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Balancing act

12.01.2009
A recently discovered protein works behind the scenes to confer much-needed stabilization to an essential developmental pathway

Early in development, embryos transition from being simple spheres of cells into more structured forms in which the foundations of body patterning—such as distinct dorsal (back) and ventral (front) sides—have been established.

Dorsal–ventral patterning is primarily established by BMP signaling factors, which exhibit a gradient of activity along the length of the embryo: elevated BMP activity induces ventral development, while reduced BMP signaling induces dorsality. Reduction in BMP activity is mediated by a structure known as the Spemann organizer, which secretes factors like Chordin, which inactivates BMP and drives dorsalization.

However, BMP also represses Chordin expression, creating a seemingly fragile regulatory situation in which transient upregulation of Chordin could trigger a chain reaction of uncontrolled Chordin upregulation, with catastrophic results for body patterning.

This isn’t the case; in fact, this process is surprisingly robust. Yoshiki Sasai of the RIKEN Center for Developmental Biology in Kobe, suspected that additional failsafe mechanisms must exist to stabilize Chordin–BMP regulation, and decided to investigate the involvement of a protein recently discovered by his team, ONT1, which they thought might play a role in body patterning (1).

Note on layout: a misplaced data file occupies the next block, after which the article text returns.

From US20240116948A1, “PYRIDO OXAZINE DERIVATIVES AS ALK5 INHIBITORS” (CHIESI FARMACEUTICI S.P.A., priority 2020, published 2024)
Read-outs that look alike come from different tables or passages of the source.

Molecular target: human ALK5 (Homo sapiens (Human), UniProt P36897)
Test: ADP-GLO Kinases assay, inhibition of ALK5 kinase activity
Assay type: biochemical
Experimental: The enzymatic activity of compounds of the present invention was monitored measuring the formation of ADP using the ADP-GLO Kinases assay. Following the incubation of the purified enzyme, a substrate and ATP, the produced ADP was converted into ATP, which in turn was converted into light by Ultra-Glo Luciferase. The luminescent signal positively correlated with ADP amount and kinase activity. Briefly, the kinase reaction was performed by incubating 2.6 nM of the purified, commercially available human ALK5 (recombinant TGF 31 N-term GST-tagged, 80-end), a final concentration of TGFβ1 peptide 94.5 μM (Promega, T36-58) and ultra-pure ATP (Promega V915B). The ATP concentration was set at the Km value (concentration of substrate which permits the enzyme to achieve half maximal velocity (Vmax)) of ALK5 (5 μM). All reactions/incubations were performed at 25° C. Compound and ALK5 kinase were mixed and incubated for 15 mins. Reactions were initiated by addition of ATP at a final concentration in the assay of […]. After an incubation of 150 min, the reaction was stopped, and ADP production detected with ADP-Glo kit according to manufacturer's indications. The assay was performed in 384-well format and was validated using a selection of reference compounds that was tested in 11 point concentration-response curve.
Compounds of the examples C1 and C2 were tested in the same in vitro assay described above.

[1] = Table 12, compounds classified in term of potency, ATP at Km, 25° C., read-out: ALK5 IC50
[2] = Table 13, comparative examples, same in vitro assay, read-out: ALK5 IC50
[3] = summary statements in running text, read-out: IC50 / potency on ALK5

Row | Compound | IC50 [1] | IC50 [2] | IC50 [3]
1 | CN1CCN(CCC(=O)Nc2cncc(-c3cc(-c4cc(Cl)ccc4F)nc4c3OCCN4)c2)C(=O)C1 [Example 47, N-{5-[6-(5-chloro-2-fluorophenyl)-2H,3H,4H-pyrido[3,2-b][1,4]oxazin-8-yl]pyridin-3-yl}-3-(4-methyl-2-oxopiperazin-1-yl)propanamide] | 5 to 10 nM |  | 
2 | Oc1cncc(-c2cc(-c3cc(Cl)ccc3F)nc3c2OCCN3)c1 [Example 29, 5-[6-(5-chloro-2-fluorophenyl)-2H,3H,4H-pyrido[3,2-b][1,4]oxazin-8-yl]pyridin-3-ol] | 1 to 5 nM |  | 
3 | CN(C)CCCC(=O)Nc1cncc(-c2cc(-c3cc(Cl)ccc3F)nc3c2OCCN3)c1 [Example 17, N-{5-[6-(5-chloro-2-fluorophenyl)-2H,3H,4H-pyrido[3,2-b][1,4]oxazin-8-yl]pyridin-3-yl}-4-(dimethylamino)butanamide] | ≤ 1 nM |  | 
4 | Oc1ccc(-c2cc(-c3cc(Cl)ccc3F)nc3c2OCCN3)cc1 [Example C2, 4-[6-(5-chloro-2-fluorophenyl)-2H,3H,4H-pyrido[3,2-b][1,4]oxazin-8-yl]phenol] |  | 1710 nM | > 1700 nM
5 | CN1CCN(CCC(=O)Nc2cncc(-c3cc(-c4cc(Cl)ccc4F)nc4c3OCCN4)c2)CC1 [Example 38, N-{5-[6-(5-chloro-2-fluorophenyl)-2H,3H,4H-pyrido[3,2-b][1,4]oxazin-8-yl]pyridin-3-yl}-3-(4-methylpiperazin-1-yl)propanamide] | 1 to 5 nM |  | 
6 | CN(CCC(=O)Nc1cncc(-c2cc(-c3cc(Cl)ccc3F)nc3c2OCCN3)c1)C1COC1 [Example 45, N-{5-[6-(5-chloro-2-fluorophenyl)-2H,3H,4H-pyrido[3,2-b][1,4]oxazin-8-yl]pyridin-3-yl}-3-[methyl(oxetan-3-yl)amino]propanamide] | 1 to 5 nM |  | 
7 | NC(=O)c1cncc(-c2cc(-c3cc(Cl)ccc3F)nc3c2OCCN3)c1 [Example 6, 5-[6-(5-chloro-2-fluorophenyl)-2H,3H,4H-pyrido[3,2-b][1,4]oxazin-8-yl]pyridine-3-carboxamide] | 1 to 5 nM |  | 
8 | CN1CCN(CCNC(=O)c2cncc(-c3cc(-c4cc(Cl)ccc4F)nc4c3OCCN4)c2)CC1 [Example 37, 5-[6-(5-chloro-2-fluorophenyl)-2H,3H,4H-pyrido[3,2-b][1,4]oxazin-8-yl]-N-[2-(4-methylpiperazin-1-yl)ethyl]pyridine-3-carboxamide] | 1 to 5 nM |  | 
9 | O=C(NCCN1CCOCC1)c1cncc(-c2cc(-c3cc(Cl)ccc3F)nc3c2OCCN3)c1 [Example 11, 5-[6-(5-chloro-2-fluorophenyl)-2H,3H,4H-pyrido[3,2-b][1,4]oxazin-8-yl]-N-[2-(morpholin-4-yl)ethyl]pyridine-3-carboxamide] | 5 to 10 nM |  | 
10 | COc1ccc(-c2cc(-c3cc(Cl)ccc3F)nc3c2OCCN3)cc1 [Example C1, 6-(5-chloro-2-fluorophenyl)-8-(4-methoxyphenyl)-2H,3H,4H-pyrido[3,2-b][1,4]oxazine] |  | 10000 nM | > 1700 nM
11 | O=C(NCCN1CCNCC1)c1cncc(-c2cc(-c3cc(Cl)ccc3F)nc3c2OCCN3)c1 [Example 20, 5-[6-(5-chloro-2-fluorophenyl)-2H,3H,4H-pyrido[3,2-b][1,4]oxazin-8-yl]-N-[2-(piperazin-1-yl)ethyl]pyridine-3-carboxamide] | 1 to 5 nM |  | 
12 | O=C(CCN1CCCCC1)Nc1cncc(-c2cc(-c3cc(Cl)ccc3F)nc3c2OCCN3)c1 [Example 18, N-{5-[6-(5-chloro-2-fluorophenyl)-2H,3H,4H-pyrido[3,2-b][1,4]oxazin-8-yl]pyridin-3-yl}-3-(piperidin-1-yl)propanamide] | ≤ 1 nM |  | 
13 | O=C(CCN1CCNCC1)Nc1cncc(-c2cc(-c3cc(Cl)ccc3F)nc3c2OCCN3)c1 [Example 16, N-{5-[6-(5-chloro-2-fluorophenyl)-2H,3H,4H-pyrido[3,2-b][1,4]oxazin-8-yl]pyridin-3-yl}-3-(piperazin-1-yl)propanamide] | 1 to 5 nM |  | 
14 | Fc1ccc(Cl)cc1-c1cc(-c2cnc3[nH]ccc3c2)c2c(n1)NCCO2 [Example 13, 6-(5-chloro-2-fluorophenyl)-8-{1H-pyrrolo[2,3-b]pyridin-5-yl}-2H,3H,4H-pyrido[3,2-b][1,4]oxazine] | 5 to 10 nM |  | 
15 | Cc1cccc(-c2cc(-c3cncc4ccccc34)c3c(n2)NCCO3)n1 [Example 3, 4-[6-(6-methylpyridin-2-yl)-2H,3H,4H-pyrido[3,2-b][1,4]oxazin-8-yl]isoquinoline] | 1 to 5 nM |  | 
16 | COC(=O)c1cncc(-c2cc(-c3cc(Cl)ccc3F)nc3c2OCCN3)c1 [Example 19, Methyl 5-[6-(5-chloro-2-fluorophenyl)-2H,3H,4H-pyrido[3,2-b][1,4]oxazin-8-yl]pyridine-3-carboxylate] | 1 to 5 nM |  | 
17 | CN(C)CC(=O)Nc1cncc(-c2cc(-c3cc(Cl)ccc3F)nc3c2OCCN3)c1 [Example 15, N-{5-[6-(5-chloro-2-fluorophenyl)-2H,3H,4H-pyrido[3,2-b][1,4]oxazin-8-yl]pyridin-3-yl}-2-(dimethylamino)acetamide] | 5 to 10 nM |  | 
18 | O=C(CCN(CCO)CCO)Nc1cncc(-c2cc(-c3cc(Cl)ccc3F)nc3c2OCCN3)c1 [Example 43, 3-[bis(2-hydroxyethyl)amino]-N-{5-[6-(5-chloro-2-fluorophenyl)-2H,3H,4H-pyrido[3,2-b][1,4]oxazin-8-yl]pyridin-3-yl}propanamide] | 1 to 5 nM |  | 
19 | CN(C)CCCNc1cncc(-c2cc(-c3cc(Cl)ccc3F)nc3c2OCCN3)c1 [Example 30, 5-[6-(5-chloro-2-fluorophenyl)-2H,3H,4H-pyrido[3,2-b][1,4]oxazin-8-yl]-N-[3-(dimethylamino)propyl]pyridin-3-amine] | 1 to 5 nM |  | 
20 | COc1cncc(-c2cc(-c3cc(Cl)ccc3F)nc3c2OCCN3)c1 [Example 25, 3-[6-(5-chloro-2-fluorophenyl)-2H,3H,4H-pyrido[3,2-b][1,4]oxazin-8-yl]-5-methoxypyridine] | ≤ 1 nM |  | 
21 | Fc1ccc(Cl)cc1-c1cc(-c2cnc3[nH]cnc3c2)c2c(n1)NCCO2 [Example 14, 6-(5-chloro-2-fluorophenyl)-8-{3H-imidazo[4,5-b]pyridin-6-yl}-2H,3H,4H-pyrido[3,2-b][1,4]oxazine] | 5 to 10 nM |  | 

ONT1 is produced and secreted by cells in the dorsal region of the embryo, where it appears to directly regulate Chordin function, and Sasai’s team found that frog embryos with reduced ONT1 activity are far more vulnerable to excessive dorsalization in the presence of abnormally elevated Chordin levels. “We were really surprised to see how drastically the stability collapsed after knocking down ONT1 function,” he says.

They determined that ONT1 not only interacts directly with Chordin, but also binds to an enzyme known to degrade Chordin, and came to the surprising conclusion that ONT1 acts as a bridge that links the two proteins and thereby expedites destruction of the dorsalization signal. “There are a number of examples of intracellular scaffolds,” says Sasai, “but ONT1 is a rare example of a secreted scaffold for enzymes.”

There is another recently identified pathway for the regulation of dorsal–ventral patterning, mediated by ADMP, a protein that reduces Chordin levels by activating BMP receptors, and ONT1 and ADMP appear to regulate parallel but independent pathways for ensuring robust control of dorsalization in the embryo.

The researchers now hope to delve deeper into this more complex model of organizer regulation. “One important approach will be to establish a mathematical model for this integrated view of organizer function,” says Sasai, “particularly to explain these phenomena in a spatial and real-time fashion.”

Reference

1. Inomata, H., Haraguchi, T. & Sasai, Y. Robust stability of the embryonic axial pattern requires a secreted scaffold for Chordin degradation. Cell 134, 854–865 (2008).

The corresponding author for this highlight is based at the RIKEN Laboratory for Organogenesis and Neurogenesis

Saeko Okada | ResearchSEA
Further information:
http://www.rikenresearch.riken.jp/research/621/
http://www.researchsea.com

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